Babatunde Ajiboye is the Secretary to the Nigeria Electronic Fraud Forum (NeFF). Ajiboye spoke to E-Payment Review about his insights on the payments industry, concerns over payment security and best practices for smart growth in the realm of payments.
Give us a description of the Nigeria Electronic Fraud Forum. What is it, exactly? The Nigeria electronic Fraud Forum (NeFF) is a payments industry initiative to enable information exchange and knowledge sharing on fraud issues amongst key stakeholders, with the objective of ensuring a collaborative and proactive approach to mitigating fraud and limiting occurrences and losses. NeFF also serves as an official body to represent the industry’s position on fraud related issues, while proffering solutions that restore public confidence on card usage and electronic payments in general.
Where did you start in finance and what experiences led you to the job you have today? I started out as a finance and management accountant in the first and only (at the time) indigenous can manufacturing plant in Nigeria – Atobi Metal and Paper Industries in Ibadan. I left in 2004 to join the First City Group, working in the domestic operations office of the First City Monument Bank. After the first banking consolidation in 2006, I transferred my services to the defunct Oceanic Bank working in the e-business operations unit. This unit exposed me to the nascent developments in our payments system especially from an operational angle; I became very much aware of the strategies behind e-payment products, their challenges and critical success factors. This placed me in good stead to appreciate from a regulator’s perspective steps needed in transforming Nigeria’s retail payments system from cash-based to the use of alternative payments channels and cost containment in major OPEX heads of banks in Nigeria.
What’s the most challenging aspect of what you do, and what’s the most rewarding? Trying to convince people to change from using cash predominantly for their transactions has been a challenge. As you must be aware, behavioral change is the most difficult to effect and journeying across Nigeria, I see that the people are very much at home with cash. Even though we have achieved some successes in the adoption of alternative payment channels by Nigerians, I believe we still have capacity for much more. On the contrary, the fight against electronic fraud through the instrumentality of the Nigeria electronic Fraud Forum (NeFF) has been very fruitful. The forum has grown not just in number, but also in relevance. We have been able to intervene through the Central Bank of Nigeria by releasing circulars that have reduced fraud occasioned by insider abuses, card not present fraud in non-EMV environments and speed in the submission and treatment of fraud claims through the establishment of industry fraud desks. The forum has also established strategic partnership with the Nigerian judiciary and police, which will further change positively the e-fraud out- look in Nigeria.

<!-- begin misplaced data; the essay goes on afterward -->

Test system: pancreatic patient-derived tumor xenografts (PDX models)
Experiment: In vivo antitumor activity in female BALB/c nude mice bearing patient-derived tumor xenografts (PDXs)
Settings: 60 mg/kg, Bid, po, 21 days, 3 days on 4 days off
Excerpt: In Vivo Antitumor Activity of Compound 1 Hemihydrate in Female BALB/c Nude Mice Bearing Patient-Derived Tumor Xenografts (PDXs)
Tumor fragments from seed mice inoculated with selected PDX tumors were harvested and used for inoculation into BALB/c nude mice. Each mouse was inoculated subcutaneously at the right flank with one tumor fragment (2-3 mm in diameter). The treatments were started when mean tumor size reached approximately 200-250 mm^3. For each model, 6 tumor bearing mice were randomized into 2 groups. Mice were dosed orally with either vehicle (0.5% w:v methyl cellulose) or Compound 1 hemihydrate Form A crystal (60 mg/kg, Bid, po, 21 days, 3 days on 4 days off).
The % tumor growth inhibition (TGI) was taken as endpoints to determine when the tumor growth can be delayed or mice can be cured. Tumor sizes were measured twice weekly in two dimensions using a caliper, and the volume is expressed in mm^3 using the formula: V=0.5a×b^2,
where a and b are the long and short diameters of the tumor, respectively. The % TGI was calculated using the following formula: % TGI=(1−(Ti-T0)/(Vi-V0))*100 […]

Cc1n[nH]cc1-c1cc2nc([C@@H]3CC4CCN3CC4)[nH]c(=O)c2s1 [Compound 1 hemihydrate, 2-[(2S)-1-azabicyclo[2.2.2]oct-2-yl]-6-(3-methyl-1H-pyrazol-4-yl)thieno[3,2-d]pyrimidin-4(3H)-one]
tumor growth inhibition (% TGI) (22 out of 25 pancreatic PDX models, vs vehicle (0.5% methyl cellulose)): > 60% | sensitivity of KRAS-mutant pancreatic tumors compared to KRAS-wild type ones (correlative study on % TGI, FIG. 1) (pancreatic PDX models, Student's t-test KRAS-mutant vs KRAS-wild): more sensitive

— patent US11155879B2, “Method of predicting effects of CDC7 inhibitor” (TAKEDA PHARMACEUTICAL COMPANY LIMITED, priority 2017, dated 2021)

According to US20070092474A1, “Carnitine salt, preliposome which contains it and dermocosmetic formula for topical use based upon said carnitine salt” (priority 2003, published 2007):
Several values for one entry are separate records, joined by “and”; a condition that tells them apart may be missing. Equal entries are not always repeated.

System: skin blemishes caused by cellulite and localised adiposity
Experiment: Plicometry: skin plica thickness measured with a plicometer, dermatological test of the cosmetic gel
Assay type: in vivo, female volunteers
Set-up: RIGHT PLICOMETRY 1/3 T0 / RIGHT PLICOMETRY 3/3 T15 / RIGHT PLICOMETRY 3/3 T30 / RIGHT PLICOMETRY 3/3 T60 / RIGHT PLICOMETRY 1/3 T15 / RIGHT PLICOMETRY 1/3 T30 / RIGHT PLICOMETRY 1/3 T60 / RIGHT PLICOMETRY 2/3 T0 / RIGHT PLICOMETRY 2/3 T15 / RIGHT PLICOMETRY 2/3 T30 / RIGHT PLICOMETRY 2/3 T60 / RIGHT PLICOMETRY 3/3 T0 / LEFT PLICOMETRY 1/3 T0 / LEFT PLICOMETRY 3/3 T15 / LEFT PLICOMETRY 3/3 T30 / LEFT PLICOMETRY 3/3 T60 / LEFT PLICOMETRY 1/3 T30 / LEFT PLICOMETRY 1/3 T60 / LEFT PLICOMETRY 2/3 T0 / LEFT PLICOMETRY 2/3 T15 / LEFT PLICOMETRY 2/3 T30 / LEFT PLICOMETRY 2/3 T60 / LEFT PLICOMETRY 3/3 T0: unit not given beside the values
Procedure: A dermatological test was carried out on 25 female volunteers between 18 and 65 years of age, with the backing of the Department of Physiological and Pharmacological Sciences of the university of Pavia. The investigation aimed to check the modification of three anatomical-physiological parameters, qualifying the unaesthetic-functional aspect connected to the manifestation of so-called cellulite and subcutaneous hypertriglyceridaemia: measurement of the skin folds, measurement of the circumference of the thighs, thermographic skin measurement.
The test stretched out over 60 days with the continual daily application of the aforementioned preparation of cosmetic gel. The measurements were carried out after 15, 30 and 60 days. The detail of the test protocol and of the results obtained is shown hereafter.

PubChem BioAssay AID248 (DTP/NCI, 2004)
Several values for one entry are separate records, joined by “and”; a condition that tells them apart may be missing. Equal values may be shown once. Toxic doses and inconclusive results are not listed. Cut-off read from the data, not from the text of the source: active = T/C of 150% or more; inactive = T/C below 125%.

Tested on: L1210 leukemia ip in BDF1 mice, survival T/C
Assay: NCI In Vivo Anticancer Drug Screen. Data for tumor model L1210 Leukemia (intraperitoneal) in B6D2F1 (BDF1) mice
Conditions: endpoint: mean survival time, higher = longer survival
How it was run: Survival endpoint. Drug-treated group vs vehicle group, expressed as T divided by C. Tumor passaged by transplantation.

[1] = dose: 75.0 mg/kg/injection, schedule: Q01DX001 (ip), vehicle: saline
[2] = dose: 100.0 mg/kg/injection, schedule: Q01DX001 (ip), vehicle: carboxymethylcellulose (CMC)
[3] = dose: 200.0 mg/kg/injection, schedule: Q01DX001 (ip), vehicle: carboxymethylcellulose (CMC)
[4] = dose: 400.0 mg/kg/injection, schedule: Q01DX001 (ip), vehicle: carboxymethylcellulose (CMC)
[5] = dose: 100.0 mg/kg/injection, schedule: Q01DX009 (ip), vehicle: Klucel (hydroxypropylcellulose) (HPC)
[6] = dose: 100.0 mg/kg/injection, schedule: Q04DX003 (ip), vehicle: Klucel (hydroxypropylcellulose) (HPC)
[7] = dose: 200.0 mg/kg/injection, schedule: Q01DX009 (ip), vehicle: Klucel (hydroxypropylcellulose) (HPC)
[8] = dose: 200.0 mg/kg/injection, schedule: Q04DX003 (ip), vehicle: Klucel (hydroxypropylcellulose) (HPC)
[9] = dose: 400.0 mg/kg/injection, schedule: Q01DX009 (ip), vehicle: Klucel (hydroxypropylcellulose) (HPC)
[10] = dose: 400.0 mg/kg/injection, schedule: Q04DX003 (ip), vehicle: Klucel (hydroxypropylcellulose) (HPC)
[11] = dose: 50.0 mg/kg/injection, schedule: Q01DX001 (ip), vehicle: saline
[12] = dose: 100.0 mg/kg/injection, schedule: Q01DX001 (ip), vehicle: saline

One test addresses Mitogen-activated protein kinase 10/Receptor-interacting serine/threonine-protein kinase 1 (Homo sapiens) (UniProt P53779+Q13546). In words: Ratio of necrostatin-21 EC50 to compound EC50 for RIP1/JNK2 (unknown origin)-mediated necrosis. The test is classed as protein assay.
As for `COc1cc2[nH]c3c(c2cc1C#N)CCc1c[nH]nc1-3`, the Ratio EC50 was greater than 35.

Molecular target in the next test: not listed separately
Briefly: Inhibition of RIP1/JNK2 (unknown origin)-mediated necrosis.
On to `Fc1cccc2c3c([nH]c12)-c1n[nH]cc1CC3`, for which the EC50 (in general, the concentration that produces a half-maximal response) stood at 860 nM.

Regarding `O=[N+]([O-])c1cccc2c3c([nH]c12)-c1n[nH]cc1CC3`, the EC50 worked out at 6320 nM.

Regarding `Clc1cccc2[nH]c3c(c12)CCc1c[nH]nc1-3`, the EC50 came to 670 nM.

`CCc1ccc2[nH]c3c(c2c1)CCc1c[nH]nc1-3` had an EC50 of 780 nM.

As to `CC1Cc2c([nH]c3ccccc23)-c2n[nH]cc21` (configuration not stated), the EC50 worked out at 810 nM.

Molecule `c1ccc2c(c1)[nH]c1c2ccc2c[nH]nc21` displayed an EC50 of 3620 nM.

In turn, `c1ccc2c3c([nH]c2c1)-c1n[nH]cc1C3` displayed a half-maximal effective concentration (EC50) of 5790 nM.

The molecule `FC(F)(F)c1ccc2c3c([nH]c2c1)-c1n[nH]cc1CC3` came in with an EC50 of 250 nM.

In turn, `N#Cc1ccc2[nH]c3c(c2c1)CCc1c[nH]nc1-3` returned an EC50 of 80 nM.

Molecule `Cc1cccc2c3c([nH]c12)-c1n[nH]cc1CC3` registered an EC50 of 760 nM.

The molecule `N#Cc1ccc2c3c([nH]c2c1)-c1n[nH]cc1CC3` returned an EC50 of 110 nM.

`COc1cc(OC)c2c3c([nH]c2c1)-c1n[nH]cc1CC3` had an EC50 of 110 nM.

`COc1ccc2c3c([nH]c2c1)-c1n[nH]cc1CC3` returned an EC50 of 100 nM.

Who had the most influence in your life and what lessons did they teach you about management and leadership? My first employer, late High Chief Bayo Akinnola had a profound
effect on me. He instilled in me an attitude that is centered on continuous renewal and reinvention of myself. In order to be a good leader and manager of resources, you cannot shy away from adversity, you must see yourself as a brand, so protect it and ensure you build others in order to create a sustain- able system.
What skill sets should people in school today be acquiring to be attractive candidates in the data marketplace five years from now? We live in a very fast paced world where three basic skills are required for new entrants into the job market – learning, literacy and life skills, I like to further summarize it as; think critically, read voraciously and have excellent social skills.
What do you do to unwind from a hectic day? I enjoy relaxing in the company of my family or watching a football game or reading a book.
If you weren’t doing this job, what would you be doing? I would certainly be a farmer and I hope to fully engage in that one day.
If you could live another 300 years, what would you want to accomplish? Ensure Nigeria becomes the major hub for electronic payments in the world.
If you could snap your fingers and have it done, what might you add, subtract or improve in the electronic payment space? End the menace of fraud, it is a constant threat to the confidence we are trying to build in electronic payments in Nigeria.
What is your motto or philosophy of life? Never toe the line of least resistance.